Raúl Castro urged to free 8 dissidents
BY JUAN O. TAMAYO
The U.S. State Department and Amnesty International have urged Cuba to
immediately release eight dissidents detained during peaceful protests
and threatened with prosecutions.
A State Department spokesperson also said that the Raúl Castro
government should release all political prisoners and not just the 52
that it has promised to free by October.
The lengthy detentions of the eight -- arrested in two groups of five
and three -- have sparked concern that Castro is getting tougher with
critics. In recent years, the government has detained dissidents for
brief periods, to intimidate them and block their activities, rather
than bring them to trial.
Amnesty International urged Cuba to free the group of five jailed since
Aug. 12 ``immediately and unconditionally, unless they are to be charged
with an internationally recognized criminal offence and tried according
to international standards for fair trial.''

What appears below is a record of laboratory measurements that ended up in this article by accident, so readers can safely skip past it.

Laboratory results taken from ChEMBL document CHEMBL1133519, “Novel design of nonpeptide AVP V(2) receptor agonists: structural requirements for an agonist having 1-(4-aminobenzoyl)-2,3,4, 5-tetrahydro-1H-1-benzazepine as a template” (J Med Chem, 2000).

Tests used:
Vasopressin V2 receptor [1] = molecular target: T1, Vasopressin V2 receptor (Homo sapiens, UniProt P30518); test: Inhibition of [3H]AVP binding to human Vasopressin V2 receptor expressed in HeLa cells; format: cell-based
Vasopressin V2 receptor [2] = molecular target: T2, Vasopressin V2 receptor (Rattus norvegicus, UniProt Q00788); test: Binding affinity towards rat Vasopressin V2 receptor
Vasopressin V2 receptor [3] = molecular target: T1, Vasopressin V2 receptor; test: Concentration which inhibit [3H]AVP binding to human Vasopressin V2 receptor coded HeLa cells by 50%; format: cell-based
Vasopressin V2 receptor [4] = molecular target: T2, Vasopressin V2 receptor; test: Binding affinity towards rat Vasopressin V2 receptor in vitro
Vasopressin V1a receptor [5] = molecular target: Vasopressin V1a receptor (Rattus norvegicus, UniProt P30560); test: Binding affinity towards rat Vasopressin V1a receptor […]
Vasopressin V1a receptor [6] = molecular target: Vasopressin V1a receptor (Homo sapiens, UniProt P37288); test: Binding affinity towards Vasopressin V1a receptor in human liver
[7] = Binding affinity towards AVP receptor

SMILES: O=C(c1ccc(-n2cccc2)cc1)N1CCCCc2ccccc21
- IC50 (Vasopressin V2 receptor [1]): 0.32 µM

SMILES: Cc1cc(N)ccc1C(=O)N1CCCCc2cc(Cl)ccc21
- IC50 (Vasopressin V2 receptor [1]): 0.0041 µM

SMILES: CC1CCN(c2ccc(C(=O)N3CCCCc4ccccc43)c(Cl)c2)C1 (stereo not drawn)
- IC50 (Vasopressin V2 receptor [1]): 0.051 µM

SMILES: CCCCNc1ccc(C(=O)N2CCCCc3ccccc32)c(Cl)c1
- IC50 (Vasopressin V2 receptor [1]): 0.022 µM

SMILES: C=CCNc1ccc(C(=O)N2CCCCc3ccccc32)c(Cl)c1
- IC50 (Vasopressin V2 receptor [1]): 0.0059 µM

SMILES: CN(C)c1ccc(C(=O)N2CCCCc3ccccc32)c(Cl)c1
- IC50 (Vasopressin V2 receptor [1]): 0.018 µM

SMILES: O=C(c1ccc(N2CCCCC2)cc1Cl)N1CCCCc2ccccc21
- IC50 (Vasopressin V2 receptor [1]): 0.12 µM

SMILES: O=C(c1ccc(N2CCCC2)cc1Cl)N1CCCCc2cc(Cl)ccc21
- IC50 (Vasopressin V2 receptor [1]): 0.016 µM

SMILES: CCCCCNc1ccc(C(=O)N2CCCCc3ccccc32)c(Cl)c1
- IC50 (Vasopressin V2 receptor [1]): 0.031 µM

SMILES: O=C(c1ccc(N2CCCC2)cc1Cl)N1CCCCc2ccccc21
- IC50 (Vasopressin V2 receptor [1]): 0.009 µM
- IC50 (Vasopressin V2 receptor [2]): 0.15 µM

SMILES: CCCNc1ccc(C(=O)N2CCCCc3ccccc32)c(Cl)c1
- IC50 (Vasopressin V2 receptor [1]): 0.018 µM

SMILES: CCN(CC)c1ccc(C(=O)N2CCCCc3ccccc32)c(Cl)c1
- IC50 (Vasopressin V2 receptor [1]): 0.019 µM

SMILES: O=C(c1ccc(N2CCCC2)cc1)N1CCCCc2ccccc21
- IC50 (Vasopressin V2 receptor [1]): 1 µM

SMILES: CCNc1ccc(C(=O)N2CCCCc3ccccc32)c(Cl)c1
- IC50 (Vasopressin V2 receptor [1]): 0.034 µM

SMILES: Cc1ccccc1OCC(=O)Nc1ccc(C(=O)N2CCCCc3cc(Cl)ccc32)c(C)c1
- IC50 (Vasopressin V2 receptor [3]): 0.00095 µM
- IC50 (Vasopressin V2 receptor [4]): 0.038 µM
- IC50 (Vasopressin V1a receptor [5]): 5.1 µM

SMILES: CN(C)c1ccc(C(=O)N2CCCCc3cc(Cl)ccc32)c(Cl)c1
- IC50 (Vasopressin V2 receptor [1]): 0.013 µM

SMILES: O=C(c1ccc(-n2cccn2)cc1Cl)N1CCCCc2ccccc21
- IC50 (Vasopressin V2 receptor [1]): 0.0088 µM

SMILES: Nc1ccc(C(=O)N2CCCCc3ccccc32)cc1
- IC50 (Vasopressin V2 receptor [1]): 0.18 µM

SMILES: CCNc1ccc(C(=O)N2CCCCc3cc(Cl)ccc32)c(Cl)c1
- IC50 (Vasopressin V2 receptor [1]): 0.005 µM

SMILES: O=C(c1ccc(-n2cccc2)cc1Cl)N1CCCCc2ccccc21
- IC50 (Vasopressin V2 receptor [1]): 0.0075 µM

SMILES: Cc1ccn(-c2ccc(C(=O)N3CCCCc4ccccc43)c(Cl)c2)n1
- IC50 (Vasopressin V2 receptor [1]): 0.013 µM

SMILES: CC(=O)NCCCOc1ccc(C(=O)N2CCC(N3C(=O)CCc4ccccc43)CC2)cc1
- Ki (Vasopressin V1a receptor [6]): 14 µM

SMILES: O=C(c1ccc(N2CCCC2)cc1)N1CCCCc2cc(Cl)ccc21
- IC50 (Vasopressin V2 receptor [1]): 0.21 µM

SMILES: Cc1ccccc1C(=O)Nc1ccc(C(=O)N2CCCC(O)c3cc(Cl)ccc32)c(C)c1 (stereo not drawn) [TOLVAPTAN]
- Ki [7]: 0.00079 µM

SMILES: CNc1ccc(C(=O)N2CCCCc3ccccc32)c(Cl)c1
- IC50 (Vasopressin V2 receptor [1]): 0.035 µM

Authorities also should ``cease the harassment, intimidation and
persecution of citizens who seek to peacefully exercise their right to
freedom of expression, assembly and association,'' the London-based
group said late Wednesday.
The five members of the Youths for Democracy movement -- Enyor Díaz
Allen, Francisco Manzanet Ortiz, Roberto González Pelegrín and brothers
Néstor and Rolando Rodríguez Lobaina -- were seized in eastern Baracoa
after a peaceful protest against the arrests of two other members.
They have not had access to a lawyer and have been told they will be
charged with ``public disorder,'' according to Amnesty International.
State Department spokesperson Virginia Staab meanwhile urged Cuba to
free the other three dissidents jailed since they read an
anti-government statement Aug. 16 at the University of Havana.
``If Cuban government officials are serious in their public statements
that there will be no more political prisoners in Cuba, we expect these
activists to be release immediately,'' she said.
The three -- Michel Irois Rodríguez, Luis Enrique Labrador Díaz and
Eduardo Pérez Flores -- are also refusing food to demand their freedom,
said the Directorate.
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